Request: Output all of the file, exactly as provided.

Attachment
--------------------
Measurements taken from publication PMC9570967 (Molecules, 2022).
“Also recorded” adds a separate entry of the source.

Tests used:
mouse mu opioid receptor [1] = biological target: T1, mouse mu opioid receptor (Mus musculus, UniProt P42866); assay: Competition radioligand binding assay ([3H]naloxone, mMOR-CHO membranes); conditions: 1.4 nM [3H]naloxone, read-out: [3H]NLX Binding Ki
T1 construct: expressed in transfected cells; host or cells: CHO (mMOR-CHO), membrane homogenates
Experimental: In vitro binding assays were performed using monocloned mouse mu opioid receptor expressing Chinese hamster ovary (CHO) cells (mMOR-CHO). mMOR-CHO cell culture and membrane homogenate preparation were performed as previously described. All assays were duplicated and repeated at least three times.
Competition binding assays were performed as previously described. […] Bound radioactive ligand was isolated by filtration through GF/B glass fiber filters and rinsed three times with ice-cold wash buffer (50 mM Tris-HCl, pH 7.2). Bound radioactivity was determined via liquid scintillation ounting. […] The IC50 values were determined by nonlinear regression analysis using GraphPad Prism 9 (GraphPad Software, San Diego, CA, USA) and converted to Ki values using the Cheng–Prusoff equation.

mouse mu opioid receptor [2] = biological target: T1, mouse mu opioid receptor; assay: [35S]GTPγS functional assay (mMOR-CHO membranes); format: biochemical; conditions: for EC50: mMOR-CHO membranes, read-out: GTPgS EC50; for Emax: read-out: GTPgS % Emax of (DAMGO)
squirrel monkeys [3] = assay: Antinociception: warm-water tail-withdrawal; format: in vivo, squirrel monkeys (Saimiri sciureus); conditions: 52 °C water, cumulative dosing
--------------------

Measurements taken from publication PMC9570967 (Molecules, 2022).
“Also recorded” adds a separate entry of the source.

Tests used:
mouse mu opioid receptor [1] = biological target: T1, mouse mu opioid receptor (Mus musculus, UniProt P42866); assay: Competition radioligand binding assay ([3H]naloxone, mMOR-CHO membranes); conditions: 1.4 nM [3H]naloxone, read-out: [3H]NLX Binding Ki
T1 construct: expressed in transfected cells; host or cells: CHO (mMOR-CHO), membrane homogenates
Experimental: In vitro binding assays were performed using monocloned mouse mu opioid receptor expressing Chinese hamster ovary (CHO) cells (mMOR-CHO). mMOR-CHO cell culture and membrane homogenate preparation were performed as previously described. All assays were duplicated and repeated at least three times.
Competition binding assays were performed as previously described. […] Bound radioactive ligand was isolated by filtration through GF/B glass fiber filters and rinsed three times with ice-cold wash buffer (50 mM Tris-HCl, pH 7.2). Bound radioactivity was determined via liquid scintillation ounting. […] The IC50 values were determined by nonlinear regression analysis using GraphPad Prism 9 (GraphPad Software, San Diego, CA, USA) and converted to Ki values using the Cheng–Prusoff equation.

mouse mu opioid receptor [2] = biological target: T1, mouse mu opioid receptor; assay: [35S]GTPγS functional assay (mMOR-CHO membranes); format: biochemical; conditions: for EC50: mMOR-CHO membranes, read-out: GTPgS EC50; for Emax: read-out: GTPgS % Emax of (DAMGO)
squirrel monkeys [3] = assay: Antinociception: warm-water tail-withdrawal; format: in vivo, squirrel monkeys (Saimiri sciureus); conditions: 52 °C water, cumulative dosing